Riverside County Executive Officer George Johnson advised, perhaps warned, the Board of Supervisors about growing demands on the county’s fiscal resources. At the Feb. 5 board meeting, Johnson and Chief Financial Officer Don Kent presented the mid-year review for fiscal year 2018-19.
First, they described several added costs that were already expended and, therefore, had to be funded in the budget. Examples include more funds for general assistance in the Department of Public Social Services, additional costs the county incurred during and after the Cranston and Holy fires. These total about $1.9 million and may be reimbursed from federal or state agencies, but the funds won’t come until future years.
In total, the board approved another $12.9 million for programs and maintained the budget contingency account at $20 million.
Johnson then advised the board that another $20 million would likely be needed before the end of the fiscal year (June 30). This will help the Riverside University Health System, the District Attorney’s Office and supplement ($300,000) the Public Defender’s Office.
Actually, these adjustments are a harbinger of future budget issues. Although revenues have been increasing, Kent noted that property taxes have averaged a 5-percent growth for several years. However, Johnson averred that softening the economy is inevitable in the next few years.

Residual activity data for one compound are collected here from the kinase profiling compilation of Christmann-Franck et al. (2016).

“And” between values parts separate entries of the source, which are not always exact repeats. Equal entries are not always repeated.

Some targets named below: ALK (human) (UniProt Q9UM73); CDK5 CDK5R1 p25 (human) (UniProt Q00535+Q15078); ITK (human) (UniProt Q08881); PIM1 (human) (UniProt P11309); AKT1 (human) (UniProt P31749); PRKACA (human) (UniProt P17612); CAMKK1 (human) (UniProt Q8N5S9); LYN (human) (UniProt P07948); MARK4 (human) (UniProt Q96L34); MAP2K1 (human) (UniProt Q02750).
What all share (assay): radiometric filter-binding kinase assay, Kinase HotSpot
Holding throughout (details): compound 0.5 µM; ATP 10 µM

Whenever that may occur, Kent described another $350 million already planned for budgets from fiscal years 2019-20 through 2022-23, the next four years.
“The board understands the cost pressures this county is facing and the significant fiscal challenges ongoing that we must address and continue to address,” Johnson said. He then began a summary of future planned and unplanned budget requirements.
The largest is the operational costs for the John J. Benoit Detention Center about to be opened in Indio. This approaches $140 million in those four years. Also, a lawsuit ensuring the inmates health care and mental health services will add another $38 million to future budgets. And the RUHS is constructing a new medical office building.
But the truly ominous prospect includes about $220 million, which is not part of future budget planning, but must be addressed. Inmate healthcare will consume more than half of this estimate. The RUHS will need funding to equip the new medical building and even the fire department is projecting future increases of more than $20 million.
Board members had few comments or questions about the budget status or forecasts. However, new Supervisor Karen Spiegel noted that the costs for the inmate healthcare and mental health services are included in the RUHS account. It was unfair to attribute the higher expenses to RUHS since it was for the county inmates.
Also, and not addressed during the mid-year review, is the county’s growing pension costs, which could be $50 million over this period.

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